Colorado voters handed the state’s Democratic Gov. Jared Polis and the Democrat-led legislature a resounding defeat Tuesday by voting “no” on Proposition HH, the Property Tax Changes and Revenue Change Measure.
Colorado taxpayers are blessed with the Colorado Taxpayer’s Bill of Rights (TABOR), a state constitutional amendment that requires voters’ approval to raise certain taxes. Without voters’ approval, the state must refund excess revenue back to taxpayers. Thus, single filers in Colorado received a refund of $750 per person last year, and this year the refund is expected to be more than $800. Although Colorado has become a deep-blue state, TABOR has restricted Colorado Democrats from imposing ruinous California-style tax hikes on Coloradoans.
Colorado Democrats, seeking unlimited government power and spending, have waged wars against TABOR for decades, including ballot measures and lawsuits. Proposition HH was Colorado Democrats’ latest attempt to get rid of TABOR. Polis insisted that Prop HH was “the only way to prevent devastating tax increases while preserving TABOR refunds.” The “Yes on HH” group repeated Polis’ false claim on its website and mailers.
Yet, according to the Denver-based Independence Institute, “Prop HH would not reduce property taxes, and it would not control future growth in property taxes.” Instead, the measure is “a back-door tax hike that takes away TABOR refunds,” and “over two decades, it allows the state to keep and spend an additional $65 billion and nearly $200 billion over three decades.” The Common Sense Institute estimated Prop HH would “result in a personal income loss of $425 per household and cost CO more than 14,000 jobs.”
Still, Democrats had hoped that their false claims, misleading campaign ads, and deceptive ballot language would fool voters into voting “yes” for Prop HH. But their deception backfired. Even leftist media, such as 9News, called out many false claims made by Polis and Prop HH campaign ads. Consequently, the “Yes on HH” group had to distance itself from Polis and remove some inaccurate wording on its website.
Nonprofits Combat Misinformation
Yet Democrats still intentionally misled voters through the following ballot language on Prop HH:
Shall the state reduce property taxes for homes and businesses, including expanding property tax relief for seniors, and backfill counties, water districts, fire districts, ambulance and hospital districts, and other local governments and fund school districts by using a portion of the state surplus up to the Proposition HH cap as defined in this measure?
This ballot wording pretended Prop HH was a measure to reduce property taxes without mentioning future tax increases or the loss of TABOR refunds. Any voters who decided about Prop HH based on such wording alone would have cast a “yes” vote without knowing that they were accepting tax increases and forfeiting the TABOR refund forever.
Fortunately, nonprofit organizations such as the Independence Institute and Advance Colorado saw through the Democrats’ misinformation campaign immediately. Through videos, op-eds, websites (the Independence Institute ran a website called HHSucks.com), mailers, and other means, these organizations were able to educate voters about what Prop HH really intended to accomplish — raising taxes and spending — and why it was necessary to vote “no.”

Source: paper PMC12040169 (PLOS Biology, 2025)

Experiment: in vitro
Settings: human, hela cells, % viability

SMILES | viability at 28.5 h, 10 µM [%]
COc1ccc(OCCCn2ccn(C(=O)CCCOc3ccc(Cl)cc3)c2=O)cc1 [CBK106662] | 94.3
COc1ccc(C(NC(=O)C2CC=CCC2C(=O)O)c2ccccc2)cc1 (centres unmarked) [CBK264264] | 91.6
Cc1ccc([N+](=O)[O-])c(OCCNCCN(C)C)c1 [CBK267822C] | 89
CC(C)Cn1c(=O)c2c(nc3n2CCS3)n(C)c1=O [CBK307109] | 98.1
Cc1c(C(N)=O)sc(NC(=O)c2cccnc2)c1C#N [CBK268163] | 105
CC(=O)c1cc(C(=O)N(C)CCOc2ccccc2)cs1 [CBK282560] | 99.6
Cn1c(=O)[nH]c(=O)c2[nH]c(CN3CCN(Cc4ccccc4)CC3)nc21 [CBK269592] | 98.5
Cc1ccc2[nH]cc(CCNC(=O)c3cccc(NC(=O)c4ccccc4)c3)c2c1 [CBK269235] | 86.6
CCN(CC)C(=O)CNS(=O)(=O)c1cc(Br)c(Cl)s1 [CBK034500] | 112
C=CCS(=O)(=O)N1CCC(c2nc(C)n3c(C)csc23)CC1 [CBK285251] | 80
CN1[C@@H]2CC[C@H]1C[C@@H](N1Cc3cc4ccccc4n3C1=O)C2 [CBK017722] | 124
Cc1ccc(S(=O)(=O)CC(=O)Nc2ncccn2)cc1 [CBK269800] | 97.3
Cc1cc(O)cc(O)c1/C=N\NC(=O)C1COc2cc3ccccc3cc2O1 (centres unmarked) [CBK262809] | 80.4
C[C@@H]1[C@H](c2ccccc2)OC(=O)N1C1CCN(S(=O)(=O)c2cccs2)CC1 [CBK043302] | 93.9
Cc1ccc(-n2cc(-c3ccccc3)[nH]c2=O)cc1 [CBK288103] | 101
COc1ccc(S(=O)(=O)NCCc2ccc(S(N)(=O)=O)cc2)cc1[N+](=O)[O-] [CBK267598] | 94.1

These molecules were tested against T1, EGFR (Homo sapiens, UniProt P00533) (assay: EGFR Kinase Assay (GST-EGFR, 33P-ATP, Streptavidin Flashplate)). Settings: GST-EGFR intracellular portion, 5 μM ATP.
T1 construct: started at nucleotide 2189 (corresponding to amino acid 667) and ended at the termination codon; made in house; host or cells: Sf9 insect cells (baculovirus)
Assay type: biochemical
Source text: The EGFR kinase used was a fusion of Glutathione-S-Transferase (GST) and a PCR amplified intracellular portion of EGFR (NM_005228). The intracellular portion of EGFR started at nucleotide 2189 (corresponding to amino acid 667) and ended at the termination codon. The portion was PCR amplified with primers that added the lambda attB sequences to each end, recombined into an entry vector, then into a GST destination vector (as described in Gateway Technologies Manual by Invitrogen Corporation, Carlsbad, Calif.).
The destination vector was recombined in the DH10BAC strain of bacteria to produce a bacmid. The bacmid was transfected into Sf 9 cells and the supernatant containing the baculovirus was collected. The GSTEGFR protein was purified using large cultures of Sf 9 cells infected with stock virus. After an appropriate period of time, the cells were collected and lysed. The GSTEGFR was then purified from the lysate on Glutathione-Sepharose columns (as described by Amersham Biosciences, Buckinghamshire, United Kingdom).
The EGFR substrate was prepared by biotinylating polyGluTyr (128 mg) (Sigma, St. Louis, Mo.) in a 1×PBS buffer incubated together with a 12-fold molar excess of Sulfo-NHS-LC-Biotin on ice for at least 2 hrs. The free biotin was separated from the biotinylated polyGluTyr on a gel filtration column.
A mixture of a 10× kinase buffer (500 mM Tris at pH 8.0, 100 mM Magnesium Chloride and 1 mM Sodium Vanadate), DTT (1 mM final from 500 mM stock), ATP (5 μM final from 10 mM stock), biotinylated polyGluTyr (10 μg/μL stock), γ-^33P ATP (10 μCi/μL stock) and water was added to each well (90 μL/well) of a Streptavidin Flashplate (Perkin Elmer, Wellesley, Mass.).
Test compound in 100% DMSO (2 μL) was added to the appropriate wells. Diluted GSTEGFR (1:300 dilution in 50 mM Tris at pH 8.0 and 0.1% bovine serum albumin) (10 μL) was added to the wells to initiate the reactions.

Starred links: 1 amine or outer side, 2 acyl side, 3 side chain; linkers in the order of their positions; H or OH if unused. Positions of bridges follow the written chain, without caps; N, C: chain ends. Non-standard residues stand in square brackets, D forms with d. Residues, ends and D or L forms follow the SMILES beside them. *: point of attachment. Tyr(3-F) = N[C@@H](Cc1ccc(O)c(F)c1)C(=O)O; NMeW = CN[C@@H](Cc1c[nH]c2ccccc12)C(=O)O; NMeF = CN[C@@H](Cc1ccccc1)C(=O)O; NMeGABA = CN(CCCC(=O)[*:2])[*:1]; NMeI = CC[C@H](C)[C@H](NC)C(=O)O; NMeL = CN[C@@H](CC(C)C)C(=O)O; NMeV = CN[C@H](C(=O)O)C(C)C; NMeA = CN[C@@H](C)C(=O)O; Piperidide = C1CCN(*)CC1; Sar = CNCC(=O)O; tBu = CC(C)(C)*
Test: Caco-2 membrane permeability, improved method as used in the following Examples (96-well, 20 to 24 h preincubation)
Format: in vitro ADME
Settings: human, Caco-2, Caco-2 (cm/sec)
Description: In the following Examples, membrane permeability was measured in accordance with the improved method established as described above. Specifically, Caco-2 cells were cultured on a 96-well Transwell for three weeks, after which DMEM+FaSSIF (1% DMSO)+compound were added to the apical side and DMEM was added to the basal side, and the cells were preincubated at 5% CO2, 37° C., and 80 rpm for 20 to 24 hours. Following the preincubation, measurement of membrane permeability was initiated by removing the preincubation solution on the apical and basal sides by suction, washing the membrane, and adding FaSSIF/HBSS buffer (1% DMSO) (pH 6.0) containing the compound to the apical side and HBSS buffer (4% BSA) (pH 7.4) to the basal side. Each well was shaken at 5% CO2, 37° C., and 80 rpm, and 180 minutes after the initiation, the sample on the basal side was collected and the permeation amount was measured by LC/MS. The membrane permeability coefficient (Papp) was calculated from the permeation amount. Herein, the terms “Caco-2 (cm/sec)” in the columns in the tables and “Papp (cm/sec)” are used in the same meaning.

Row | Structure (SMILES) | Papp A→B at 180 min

By focusing their resources and energy on this single ballot issue, these organizations also built a broad coalition to oppose Prop HH. Their efforts paid off on election night, and Prop HH was defeated by a significant margin: About 60 percent of Colorado voters rejected it, while 40 percent voted “yes.” Post-election analysis shows most voters who supported HH reside in Democratic strongholds such as Denver and Boulder.
There are two critical takeaways from the fight against Prop HH: One is alarming, and the other is hopeful.
Voters should be alarmed that Democrats will try anything to win elections, including intentionally confusing voters through ballot language. Writing for Forbes, Patrick Gleason, vice president of state affairs at Americans for Tax Reform, pointed out: “Misleading ballot measure language is not unique to Colorado. In fact, two high-ranking members of the Biden administration — Vice President Kamala Harris and Department of Health and Human Services Secretary Xavier Becerra — were well known for misleadingly drafted ballot measures during their time as California Attorney General.”
For example, in 2018, Sacramento County Superior Court Judge Timothy Frawley called then-Attorney General Becerra’s title and summary for Prop 6 (a measure to repeal a gas tax hike) “confusing, misleading, and likely to create prejudice against the proposed measure.” Unfortunately, what started in California rarely stays in California. Therefore, voters in other blue states should be aware that Democrats in their states may copy California Democrats’ gimmick, like Colorado Dems did, to deliberately confuse voters through ballot language.
The defeat of Prop HH also brings hope that even in a blue state, not all is lost for conservative causes. Conservatives can still fight for and win on particular issues that resonate with voters. Previously, conservatives in Colorado successfully rejected Democrats’ other money-grabbing schemes, including defeating a TABOR-limiting ballot measure in 2019 and convincing voters to pass a ballot initiative to lower the state income tax rate. These Colorado experiences show that winning ballot measures require organizations on the political right to stop infighting, learn to work together, and focus their limited resources on the issues that matter most to local voters to build a broad coalition. These are valuable lessons conservatives everywhere should learn and put into practice for future elections.